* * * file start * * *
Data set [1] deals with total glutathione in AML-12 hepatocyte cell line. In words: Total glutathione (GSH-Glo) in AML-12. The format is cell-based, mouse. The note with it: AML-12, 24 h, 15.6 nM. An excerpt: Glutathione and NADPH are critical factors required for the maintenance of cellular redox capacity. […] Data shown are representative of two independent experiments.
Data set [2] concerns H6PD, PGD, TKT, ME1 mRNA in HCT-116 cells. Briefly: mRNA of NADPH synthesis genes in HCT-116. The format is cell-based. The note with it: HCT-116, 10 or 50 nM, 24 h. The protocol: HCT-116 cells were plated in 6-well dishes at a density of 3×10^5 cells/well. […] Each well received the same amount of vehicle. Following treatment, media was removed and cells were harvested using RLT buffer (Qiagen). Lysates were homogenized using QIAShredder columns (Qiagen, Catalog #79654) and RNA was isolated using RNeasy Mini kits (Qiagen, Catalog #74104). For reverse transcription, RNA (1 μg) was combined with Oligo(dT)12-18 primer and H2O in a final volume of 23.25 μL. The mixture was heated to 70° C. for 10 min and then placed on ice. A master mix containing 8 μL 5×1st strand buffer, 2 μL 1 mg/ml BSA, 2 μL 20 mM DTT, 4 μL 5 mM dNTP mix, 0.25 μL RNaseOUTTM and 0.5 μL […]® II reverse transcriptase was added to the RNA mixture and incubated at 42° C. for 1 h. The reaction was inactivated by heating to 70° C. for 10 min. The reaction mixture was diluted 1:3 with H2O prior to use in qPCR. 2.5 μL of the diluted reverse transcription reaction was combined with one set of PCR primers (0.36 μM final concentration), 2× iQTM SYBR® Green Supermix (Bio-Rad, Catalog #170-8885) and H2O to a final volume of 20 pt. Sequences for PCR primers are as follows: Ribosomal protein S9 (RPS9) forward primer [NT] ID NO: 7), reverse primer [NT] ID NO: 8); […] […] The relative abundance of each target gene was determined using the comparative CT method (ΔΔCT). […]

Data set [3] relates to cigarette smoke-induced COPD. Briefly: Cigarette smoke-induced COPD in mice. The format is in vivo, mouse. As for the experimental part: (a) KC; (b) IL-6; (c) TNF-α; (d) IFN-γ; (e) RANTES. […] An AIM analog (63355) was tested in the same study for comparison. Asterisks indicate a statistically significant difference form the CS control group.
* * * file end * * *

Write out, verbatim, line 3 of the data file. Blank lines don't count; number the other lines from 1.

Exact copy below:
Data set [3] relates to cigarette smoke-induced COPD. Briefly: Cigarette smoke-induced COPD in mice. The format is in vivo, mouse. As for the experimental part: (a) KC; (b) IL-6; (c) TNF-α; (d) IFN-γ; (e) RANTES. […] An AIM analog (63355) was tested in the same study for comparison. Asterisks indicate a statistically significant difference form the CS control group.